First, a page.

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Sun Children (Khorshid)

Iranian film about a school for homeless children has its heart at the right spot and its script all over the place, stringing together a myriad of cumbersome premises - live from Venice

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This bizarre Iranian drama manages to blend pigeon-trading criminals, gun-toting children Afghani refugees, a defaulting school and a very elusive treasure-hunt in less than 100 minutes. The outcome is a very confusing story, with more holes than Swiss cheese. Yet it’s not without a few savoury parts.

Ali (Rouhollah Zamani), Mamad (Seyed Mohamma), Abolfazl (Abolfazl) Shirzad and Reza (Mani Ghafouri) are about 10-year-old and spend most of their time together. The juvenile foursome engage in petty criminal activities (such as robbing car parts) in order to raise money for their survival. They also attend the titular Sun School, an educational institution for homeless children, where they mingle and learn alongside with other children around their age. They are under the supervision of three doting and yet very clumsy principals and janitors. The School is independently funded and struggling to survive.

The bullish and yet caring Ali is the movie protagonist. He financially caters for his ailing (and suicidal) mother who lives in some sort of mental health institution. And he is in search of a treasure buried under the school building. Mamad is an Afghani refugee and he has a sister called Zahra (Shamila Shirzad), who survives by selling knick-knacks on Tehran’s busy metro system. Mamad and Zahra are very concerned about deportation.

The Sun School is facing eviction from the large mansion were lectures are held. The principals ask the landlord for more time and patience, but the greedy man fails to heed to their request, instead arguing that he too is facing financial difficulties. Such refusal triggers a riot, as pupils – duly encouraged by the principals – promptly jump the walls and gates and occupy the building. Their action pays off, at least temporarily, with the school remaining open.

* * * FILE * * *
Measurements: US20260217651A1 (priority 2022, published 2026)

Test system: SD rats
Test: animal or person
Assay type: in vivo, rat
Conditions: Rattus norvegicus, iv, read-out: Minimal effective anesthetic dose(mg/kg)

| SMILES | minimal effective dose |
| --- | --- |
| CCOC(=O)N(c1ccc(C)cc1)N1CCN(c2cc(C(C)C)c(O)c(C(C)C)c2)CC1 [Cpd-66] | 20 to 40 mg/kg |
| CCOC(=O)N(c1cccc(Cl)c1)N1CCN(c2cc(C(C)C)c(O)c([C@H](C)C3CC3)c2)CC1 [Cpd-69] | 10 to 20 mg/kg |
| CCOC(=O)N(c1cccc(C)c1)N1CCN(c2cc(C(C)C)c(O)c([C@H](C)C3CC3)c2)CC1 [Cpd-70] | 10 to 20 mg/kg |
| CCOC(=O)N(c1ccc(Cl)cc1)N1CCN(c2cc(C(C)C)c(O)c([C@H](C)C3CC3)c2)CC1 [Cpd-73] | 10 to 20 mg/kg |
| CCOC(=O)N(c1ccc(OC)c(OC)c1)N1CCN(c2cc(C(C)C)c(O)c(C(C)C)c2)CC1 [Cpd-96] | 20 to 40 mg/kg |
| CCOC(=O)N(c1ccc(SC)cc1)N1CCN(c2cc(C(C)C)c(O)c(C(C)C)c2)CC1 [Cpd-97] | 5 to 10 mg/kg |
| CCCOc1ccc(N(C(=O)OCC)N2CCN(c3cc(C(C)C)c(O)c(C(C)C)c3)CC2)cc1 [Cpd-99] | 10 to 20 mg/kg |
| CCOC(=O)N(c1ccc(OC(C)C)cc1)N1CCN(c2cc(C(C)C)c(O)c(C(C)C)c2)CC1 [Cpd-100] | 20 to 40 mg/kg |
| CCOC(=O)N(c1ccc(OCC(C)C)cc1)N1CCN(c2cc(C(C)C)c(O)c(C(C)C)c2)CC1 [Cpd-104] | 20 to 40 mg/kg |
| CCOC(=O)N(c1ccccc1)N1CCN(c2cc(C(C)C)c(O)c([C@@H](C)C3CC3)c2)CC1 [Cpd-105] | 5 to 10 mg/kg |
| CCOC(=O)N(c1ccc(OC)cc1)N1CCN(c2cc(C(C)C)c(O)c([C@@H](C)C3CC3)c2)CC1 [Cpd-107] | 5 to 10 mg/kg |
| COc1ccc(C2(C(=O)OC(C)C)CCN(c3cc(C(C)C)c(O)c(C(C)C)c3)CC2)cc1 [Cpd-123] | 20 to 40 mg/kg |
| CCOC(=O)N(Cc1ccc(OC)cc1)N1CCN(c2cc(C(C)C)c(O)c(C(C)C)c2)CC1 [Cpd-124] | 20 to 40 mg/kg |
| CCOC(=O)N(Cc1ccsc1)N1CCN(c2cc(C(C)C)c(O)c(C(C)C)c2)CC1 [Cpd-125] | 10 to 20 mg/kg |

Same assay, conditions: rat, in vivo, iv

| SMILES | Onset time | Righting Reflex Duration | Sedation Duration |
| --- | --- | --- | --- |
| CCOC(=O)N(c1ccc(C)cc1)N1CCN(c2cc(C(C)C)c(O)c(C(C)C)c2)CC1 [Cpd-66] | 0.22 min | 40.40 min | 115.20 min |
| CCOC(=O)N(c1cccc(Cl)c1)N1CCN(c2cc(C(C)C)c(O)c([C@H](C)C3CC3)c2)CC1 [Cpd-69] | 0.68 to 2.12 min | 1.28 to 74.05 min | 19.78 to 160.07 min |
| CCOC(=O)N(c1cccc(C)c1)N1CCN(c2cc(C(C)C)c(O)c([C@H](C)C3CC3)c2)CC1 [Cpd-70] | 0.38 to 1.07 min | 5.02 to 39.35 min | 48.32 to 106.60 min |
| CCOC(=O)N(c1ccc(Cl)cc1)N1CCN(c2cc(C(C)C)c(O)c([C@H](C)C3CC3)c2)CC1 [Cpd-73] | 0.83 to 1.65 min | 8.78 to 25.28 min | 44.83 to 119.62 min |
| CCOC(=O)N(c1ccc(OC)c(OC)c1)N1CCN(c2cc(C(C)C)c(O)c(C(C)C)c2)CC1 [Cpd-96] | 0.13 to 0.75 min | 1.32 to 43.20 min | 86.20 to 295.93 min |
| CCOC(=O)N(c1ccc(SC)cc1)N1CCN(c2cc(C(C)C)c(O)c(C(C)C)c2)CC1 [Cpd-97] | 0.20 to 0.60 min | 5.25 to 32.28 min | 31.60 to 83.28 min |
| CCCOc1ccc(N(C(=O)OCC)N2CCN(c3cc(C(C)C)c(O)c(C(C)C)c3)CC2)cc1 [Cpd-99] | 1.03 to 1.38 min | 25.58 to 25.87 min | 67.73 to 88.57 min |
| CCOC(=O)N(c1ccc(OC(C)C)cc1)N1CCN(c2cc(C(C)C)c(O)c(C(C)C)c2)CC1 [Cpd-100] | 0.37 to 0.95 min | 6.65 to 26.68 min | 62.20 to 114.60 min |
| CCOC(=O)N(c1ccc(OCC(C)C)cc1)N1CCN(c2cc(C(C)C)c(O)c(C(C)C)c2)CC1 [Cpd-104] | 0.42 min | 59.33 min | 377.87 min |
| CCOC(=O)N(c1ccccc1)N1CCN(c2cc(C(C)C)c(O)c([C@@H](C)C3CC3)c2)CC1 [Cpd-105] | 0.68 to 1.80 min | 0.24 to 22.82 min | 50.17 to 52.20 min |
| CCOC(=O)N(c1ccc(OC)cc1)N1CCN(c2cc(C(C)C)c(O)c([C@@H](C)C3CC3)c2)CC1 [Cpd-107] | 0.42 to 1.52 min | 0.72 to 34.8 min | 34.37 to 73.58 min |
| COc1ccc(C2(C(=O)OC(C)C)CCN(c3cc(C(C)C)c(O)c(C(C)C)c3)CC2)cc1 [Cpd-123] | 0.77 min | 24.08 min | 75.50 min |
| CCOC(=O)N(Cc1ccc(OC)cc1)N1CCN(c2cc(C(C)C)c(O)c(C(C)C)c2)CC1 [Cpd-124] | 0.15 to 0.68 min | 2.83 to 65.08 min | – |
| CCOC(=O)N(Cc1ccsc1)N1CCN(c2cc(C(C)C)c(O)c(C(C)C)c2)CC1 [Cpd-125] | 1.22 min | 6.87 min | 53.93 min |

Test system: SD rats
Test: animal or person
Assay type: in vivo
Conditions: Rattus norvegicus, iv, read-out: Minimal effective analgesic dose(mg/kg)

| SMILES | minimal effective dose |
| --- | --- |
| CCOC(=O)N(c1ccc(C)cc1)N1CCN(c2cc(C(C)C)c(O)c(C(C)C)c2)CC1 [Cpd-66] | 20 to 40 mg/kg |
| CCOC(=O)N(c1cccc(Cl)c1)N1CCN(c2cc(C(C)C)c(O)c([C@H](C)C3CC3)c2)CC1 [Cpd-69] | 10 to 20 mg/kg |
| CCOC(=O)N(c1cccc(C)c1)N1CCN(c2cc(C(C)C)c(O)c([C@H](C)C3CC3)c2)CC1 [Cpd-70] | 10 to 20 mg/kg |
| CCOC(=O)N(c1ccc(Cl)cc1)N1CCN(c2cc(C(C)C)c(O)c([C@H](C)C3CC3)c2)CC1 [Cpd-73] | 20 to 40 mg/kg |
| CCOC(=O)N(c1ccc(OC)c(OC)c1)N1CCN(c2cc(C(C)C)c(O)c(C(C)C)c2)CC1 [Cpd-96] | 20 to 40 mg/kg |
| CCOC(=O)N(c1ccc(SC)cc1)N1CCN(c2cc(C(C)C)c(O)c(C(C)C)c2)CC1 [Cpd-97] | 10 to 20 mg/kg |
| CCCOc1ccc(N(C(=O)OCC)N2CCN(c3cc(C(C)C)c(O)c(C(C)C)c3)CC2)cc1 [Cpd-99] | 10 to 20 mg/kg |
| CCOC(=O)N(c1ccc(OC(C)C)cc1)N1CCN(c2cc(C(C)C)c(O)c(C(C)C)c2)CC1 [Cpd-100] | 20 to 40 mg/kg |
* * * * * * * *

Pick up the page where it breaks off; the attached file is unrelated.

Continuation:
The treasure hunt, however, is the movie’s main pillar: a MacGyver-possessed Ali ferociously digs his way through an infinity of underground tunnels and structures. At one point, an adult assists him. Then the adult mysteriously disappears. At times, the film is structured as a kid’s adventure movie, yet the elements of drugs and violence suggest that it is not aimed at children at all. Sun Children (aka The Sun) has a very hybrid identity that I could not quite work out who its target audience might be. It feels very misplaced at the heart of a leading European film festival, often associated with more artistically audacious movies (for adults).

Another problem is that the many narrative streams don’t tie together, and the ending is particularly strange. There is no closure, no redemption, just a banal attempt at symbolic lyricism in the very last sequence. It feels puerile. On the positive side, the child actors are very good. They convincingly convey both joy and despair. Regrettably their personal stories are never investigated in much detail, and their predicament becomes diluted in some premise of adventure. The young child actor Zamani is the biggest movie highlight. He is brimming with energy, his large eyes radiant with emotion.

Sun Children has just premiered in Competition at the 77th Venice International Film Festival, which DMovies is covering in loco exclusively for you. The movie is dedicated to the 152 million children worldwide who are subject to child labour. A very noble goal. Regrettably, the calibre of the final product is not on a par with the noble intention.


By Victor Fraga - 06-09-2020

Victor Fraga is a Brazilian born and London-based journalist and filmmaker with more than 20 years of involvement in the cinema industry and beyond. He is an LGBT writer, and describes himself as a di...

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